Jim Lewis is a former Jim Henson Company staff writer with a wide variety of writing and production credits.
His other credits include:
- Wow, You're a Cartoonist!
- Miss Piggy's Hollywood for The Jim Henson Hour (with Bill Prady)
- Primary writer on Jim Henson's The Animal Show
- Billy Bunny's Animal Songs
- Muppet Classic Theater (with Bill Prady)
- It's Not Easy Being Green
- Writer and co-producer on Muppets Tonight
- Telling Stories with Tomie dePaola
- Kermit's Swamp Years (with Joey Mazzarino)
- The Muppet Show Live (with Craig Shemin)
- The original writer on It's A Very Merry Muppet Christmas Movie, for which he shared credit with Tom Martin
- co-producer on Studio DC: Almost Live!
- Lady Gaga & the Muppets' Holiday Spectacular
As is the case with fellow Muppet writer Craig Shemin, the credited work of Jim Lewis represents the tip of the iceberg of his true contributions. From the late 1980s through 2004, Lewis was the Muppets' primary in-house writer, contributing to countless interviews, promotional material and Muppet appearances. He was responsible for a large amount of web content and a great many of the press quotes attributed to the Muppets, and he also wrote much of the Gonzo/Rizzo/Kermit material on the Muppets from Space DVD commentary. In this capacity, Jim Lewis contributed a great deal to maintaining the tone and consistency of the Muppet characters in the years since Jim Henson's death.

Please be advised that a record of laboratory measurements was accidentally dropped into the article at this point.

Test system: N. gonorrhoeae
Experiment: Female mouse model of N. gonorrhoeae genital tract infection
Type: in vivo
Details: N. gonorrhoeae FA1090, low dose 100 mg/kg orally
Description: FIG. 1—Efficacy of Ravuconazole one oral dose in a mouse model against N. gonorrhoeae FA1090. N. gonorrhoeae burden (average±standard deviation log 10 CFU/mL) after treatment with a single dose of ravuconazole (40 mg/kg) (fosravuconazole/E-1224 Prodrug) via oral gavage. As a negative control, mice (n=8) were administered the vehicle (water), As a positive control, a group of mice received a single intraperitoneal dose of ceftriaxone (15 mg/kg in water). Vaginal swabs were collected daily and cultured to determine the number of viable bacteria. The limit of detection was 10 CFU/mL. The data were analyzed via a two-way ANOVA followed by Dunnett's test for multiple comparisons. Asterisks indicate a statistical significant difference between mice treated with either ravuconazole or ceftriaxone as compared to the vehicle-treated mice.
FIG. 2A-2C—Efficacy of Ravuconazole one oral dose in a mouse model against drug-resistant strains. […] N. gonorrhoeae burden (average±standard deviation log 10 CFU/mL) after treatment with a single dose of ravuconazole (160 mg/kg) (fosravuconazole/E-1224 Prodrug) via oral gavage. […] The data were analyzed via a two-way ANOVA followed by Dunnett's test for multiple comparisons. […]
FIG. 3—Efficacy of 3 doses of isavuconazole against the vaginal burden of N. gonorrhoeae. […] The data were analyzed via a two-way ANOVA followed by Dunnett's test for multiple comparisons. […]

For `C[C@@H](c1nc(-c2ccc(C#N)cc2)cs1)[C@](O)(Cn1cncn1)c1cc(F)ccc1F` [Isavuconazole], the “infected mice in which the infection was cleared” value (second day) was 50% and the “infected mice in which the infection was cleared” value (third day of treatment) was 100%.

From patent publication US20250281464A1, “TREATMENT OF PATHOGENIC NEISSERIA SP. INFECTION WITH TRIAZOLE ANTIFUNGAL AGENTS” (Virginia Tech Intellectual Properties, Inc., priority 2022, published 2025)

One classic example of his work was Kermit the Frog's 2002 acceptance speech on receiving a star on The Hollywood Walk of Fame: "The most important people I want to thank today are all you people over here, the fans ... Because of you, I'm able to stand here today, uh, on a huge stack of phone books, accepting one of the greatest honors in show business... When I was looking around yesterday, I saw all the stars of the great performers nearby. I'm proud to be their new neighbor. Like my friend Edgar Bergen, whose magic with Charlie McCarthy kind of inspired my career, and my closest friend Jim Henson. Now Jim not only inspired my career, he actually inhabited it. And Jim was a great man whose work moved us all, especially me."